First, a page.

The Plumstead community came out in force to hold a peaceful protest on a piece of land in Students Way.
They are fed up with the derelict house in a corner of it, in Montley Road (“Residents unite against property”, Bulletin, January 25).
Lauren Artus who lives nearby, says they have tried everything, from a petition to sending countless emails to the Department of Public Works (DPW), Law Enforcement, SAPS and City officials.
Speaking from atop a concrete pipe, Ms Artus said the best thing was to bulldoze the derelict house. This was met with cheers from the gathered community.
One resident said they would even pay for it.
Everything has fallen on deaf ears and vagrants and drug users continue to live there. Rats can be seen climbing trees, scurrying down drains and even carried by one of the local cats.
André Basson who lives behind the house, says the City’s health officials recently put rat poison down but say they are unable to go into the house as it is managed by national government.
Henk and Carol Gerber who live in Students Way say they recently saw a domestic worker being chased around the field and have also seen the garage door from the house being taken away on a shopping trolley at 2am.
Vicky Draper says the field is a beautiful asset in the area. People used to walk their dogs here and hold children’s birthday parties and nannies would push pushchairs. Now they are scared by criminal elements.
Chloe Lallemand, 11, of Balomaral Road says her dog Goldie cut his paw badly while running around the house. She would love to see it used as stables or an animal shelter.
Her family used to clean the field on Madiba Day but now it is dangerous.
In July 2015 Elsie du Plessis of Miracle Kidz safe house in Constantia Hills applied to open Miracle Angels house for children with cerebral palsy there. They would have paid for the house to be renovated and add an additional room that would have been used as a medical suite.
Ms Brunette said she is aware of the application and motivated for the lease application to be concluded – before it was set on fire last year on Sunday January 8, and again on Sunday December 10. They received no response to their application.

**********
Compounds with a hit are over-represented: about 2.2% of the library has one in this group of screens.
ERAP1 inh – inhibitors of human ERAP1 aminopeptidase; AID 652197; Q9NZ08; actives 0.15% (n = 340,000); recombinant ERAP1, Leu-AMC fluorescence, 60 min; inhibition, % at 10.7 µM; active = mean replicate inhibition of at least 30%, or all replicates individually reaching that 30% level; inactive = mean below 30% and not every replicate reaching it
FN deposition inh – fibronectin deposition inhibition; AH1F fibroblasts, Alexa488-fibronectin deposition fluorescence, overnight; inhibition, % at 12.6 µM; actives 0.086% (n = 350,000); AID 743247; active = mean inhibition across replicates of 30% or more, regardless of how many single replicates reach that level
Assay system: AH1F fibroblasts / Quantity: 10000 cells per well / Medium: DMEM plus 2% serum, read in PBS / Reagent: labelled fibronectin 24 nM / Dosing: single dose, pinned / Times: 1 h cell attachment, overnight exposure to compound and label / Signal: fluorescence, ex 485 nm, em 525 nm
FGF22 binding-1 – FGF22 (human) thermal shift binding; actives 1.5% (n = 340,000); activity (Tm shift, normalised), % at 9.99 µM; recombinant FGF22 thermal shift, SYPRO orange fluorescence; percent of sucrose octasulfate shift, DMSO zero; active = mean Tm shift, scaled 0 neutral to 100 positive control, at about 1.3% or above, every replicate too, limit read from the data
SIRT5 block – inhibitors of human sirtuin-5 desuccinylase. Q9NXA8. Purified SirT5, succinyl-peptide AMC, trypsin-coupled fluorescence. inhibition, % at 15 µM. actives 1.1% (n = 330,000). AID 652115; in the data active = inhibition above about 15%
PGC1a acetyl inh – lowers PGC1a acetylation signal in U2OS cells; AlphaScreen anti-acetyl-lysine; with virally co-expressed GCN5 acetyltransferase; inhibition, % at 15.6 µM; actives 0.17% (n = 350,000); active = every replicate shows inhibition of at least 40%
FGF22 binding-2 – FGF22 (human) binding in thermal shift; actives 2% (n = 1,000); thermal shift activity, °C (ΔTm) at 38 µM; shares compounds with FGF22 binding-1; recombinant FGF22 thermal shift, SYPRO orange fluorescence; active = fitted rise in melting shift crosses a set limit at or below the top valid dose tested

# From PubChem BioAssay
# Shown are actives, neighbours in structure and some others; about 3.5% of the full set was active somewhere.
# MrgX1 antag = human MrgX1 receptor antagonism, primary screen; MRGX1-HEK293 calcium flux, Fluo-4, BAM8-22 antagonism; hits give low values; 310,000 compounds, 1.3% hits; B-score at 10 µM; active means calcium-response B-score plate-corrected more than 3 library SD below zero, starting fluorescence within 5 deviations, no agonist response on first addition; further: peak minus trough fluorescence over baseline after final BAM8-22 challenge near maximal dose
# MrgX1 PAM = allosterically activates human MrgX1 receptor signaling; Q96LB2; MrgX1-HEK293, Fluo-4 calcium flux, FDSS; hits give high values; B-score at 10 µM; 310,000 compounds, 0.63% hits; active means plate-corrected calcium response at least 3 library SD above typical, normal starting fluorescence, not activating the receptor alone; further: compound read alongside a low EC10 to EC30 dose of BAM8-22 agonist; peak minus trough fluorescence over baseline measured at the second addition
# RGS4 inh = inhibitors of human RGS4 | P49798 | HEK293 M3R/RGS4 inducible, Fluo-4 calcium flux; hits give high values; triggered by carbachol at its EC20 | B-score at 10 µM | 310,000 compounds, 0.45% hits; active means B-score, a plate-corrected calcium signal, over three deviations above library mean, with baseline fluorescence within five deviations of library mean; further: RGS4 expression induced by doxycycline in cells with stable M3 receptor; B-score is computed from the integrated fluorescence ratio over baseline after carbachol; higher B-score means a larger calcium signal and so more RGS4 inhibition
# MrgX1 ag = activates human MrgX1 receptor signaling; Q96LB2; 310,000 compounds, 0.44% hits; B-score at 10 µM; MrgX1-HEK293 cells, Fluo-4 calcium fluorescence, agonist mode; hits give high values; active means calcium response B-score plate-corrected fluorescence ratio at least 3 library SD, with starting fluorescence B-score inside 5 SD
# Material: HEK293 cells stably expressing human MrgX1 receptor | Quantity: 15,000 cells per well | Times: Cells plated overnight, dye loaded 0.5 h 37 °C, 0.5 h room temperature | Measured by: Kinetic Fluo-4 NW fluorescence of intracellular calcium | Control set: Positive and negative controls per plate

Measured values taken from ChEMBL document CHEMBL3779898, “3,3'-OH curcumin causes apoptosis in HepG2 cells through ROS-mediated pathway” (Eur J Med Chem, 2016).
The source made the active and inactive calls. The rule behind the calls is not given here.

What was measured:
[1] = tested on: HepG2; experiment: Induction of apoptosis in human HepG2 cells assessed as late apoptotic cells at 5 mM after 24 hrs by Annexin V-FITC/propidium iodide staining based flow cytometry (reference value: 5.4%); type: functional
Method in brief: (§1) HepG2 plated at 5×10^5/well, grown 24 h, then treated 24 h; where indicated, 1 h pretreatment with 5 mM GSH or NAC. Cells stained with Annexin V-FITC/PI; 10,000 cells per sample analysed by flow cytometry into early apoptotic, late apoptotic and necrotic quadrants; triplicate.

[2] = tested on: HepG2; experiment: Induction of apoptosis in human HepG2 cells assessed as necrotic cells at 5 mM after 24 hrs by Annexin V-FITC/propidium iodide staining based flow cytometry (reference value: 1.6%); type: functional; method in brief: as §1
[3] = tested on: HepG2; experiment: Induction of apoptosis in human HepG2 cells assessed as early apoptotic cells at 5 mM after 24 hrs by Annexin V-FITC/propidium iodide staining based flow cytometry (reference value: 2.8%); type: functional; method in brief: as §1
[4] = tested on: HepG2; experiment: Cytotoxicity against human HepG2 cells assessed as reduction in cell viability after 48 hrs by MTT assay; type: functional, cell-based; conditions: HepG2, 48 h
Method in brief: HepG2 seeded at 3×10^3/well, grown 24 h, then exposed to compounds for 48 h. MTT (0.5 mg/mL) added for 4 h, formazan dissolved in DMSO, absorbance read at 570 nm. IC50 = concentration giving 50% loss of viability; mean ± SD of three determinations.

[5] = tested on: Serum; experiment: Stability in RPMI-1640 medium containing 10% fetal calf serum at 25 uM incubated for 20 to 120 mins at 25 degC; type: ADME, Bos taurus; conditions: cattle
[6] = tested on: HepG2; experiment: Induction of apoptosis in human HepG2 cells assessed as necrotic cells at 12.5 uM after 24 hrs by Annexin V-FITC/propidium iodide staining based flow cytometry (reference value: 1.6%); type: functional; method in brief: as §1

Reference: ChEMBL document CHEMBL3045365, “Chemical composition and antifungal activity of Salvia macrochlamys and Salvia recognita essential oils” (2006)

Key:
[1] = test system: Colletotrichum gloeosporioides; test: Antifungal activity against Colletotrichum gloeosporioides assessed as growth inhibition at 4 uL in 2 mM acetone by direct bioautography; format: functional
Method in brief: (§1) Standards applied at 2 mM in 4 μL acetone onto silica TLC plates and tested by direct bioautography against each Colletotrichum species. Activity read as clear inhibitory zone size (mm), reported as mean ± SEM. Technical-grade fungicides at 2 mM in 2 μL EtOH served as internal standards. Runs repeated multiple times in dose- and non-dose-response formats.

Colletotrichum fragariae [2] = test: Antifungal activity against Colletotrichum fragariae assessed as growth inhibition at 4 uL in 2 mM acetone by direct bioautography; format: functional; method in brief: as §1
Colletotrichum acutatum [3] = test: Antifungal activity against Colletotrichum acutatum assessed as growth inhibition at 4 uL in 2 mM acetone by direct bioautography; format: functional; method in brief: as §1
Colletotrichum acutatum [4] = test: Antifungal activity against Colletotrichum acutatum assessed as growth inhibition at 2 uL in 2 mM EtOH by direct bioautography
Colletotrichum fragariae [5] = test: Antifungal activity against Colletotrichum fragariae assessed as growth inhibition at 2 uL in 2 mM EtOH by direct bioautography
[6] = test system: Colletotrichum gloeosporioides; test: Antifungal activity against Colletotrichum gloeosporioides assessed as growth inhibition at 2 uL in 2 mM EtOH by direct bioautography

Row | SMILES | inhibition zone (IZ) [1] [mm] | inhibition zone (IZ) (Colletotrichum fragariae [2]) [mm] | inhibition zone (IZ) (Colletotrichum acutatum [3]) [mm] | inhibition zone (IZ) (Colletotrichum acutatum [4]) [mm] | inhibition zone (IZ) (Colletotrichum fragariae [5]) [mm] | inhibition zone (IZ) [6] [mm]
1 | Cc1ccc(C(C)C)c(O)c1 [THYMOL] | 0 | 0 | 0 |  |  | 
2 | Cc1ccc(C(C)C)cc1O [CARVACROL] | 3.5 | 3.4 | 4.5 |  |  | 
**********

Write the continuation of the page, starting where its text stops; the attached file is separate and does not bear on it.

Earlier this year residents living between the derelict house and Norman Henshilwood High School got together to form the Constantia Meadows Homeowners’ Association (CHMA) which was registered early in 2017 in order to deal with issues relating to the house.
The protest came about after the Bulletin sent questions to national DPW and received no response to our emails or phone calls.
We then sent a complaint to provincial and national DPW which resulted in an irate call from their head spokesperson and then a brief response to the Bulletin’s questions.
Residents were not satisfied.
They asked for a meeting on-site and on Tuesday February 27 they came with their dogs, children on bicycles, the elderly with walking sticks, neighbourhood watch patrollers wearing neon bibs, and Ward 62 councillor Liz Brunette.
They were most surprised to see two security guards who said they had been there since that morning, and also representatives from the DPW. They were even more surprised to see Cape Town region DPW officials, security manager Frans Molefe and chief provincial officer, André Johnson.
In September 2017 the fire chief of the City’s Fire and Rescue Service inspected the property and said the roof of the dwelling had been affected by fire and was in a derelict state.
The roof had collapsed, it was infested with rats, and the rubbish on the premises was a fire hazard. There were also homeless people sleeping there.
Spokesperson for the national DPW, Thami Mchunu, says the site was inspected by their head office to determine the value of the property and decide on the best investment decision. “Short term, the DPW security staff will continue to conduct regular inspections at the property and will remove vagrants found on the premises. Long term, a request has been forwarded to Treasury and is currently investigating the best investment decision,” says Ms Mchunu.